• We manage schedules and people, but we don’t manage the technical process. Technical management (usually the CSE) and program management need to work hand in glove.

A Practical Recovery Approach
A practical way forward is needed in the short term. Ultimately we need a more comprehensive reintroduction of, and appreciation for, Systems Engineering practices.
Two key things are needed, and competency in them both is readily achievable.
Write requirements well!

  • The 80% solution: “Upon x, the system shall do y, within z.”
  • If this were the only improvement implemented – we would be greatly improved. And it’s easy.
Consciously, deliberately, knowingly - derive the system design
  • This is a team effort! Commitment to this Systems Engineering responsibility would have tremendous rewards.
  • We have talented young engineers they will figure out (or reinvent) how to do it – but first they have to know it’s our responsibility. Deriving the System means, starting from the system’s objectives, develop the necessary architecture and behavior – which are the requirements to fulfill the objectives.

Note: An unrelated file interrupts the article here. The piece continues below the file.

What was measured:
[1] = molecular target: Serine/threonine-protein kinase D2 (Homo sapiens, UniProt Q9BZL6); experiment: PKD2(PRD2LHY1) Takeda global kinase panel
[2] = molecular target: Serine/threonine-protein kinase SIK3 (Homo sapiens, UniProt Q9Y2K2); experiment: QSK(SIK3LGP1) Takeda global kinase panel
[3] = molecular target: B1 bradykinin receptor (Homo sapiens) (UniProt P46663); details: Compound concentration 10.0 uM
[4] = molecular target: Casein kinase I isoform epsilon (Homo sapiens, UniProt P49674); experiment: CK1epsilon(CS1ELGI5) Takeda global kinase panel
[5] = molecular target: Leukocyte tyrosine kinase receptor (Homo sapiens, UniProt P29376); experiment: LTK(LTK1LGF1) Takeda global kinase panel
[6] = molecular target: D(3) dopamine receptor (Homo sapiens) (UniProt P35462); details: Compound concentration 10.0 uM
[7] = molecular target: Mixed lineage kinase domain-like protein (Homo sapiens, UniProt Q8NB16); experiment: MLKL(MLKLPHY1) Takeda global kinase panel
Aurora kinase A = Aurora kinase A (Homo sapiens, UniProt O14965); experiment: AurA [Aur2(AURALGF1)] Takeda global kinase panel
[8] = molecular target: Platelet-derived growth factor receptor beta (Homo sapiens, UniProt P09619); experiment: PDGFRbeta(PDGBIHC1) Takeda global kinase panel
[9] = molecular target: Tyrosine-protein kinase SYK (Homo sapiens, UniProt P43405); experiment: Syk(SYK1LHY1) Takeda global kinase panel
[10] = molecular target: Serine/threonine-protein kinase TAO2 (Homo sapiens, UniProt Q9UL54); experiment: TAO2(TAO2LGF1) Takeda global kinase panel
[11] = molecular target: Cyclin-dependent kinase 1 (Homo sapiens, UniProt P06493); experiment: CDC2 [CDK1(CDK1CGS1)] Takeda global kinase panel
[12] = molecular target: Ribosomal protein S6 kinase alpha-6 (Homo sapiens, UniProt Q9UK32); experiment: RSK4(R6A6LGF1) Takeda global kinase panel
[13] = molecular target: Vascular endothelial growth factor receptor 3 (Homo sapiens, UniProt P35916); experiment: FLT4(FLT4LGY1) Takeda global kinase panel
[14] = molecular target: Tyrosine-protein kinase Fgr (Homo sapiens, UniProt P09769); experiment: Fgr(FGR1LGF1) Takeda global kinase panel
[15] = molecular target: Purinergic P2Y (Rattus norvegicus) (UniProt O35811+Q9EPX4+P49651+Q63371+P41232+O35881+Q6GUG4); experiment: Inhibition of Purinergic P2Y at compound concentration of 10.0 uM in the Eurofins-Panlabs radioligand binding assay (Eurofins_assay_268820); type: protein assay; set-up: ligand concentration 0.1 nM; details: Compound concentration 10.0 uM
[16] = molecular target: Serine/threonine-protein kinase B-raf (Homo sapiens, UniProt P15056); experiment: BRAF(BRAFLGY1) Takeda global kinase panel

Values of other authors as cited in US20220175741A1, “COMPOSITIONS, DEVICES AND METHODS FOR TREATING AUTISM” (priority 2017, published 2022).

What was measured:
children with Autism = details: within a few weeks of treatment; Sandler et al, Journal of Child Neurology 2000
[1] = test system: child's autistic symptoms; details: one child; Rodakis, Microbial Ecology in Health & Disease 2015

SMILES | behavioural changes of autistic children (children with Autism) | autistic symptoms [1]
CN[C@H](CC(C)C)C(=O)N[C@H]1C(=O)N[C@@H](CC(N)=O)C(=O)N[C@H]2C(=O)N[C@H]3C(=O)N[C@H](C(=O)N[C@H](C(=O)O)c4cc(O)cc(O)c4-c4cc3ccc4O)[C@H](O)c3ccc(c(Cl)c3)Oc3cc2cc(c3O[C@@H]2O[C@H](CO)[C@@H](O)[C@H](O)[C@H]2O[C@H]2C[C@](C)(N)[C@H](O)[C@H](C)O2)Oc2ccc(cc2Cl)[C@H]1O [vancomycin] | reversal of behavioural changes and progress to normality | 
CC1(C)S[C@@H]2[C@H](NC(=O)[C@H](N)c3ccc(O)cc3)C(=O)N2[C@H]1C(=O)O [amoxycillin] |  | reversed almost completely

• I suggest employing Use Case elaboration, to derive and document Requirements (specifications), Architecture (ICDs) and Behavior (OCDs) - holistically. But, don’t go overboard on cutting edge (bloated) tools and techniques.

That Process Problem

Engineers, I believe, tend to create and follow "process" just because it's our nature.  We like to organize and pigeonhole things.  It makes us feel productive.  But we seldom ask the hard question "Why".  Where is the cost benefit trade.  Where is the 80% solution, the "good enough".  Begin with the end in mind.  These are programmatic issues that are supposed to be part of the decision equation.

DOORS is a relational database.  We use it as a CM/DM tool and a word processor.  And, I think, just because we can.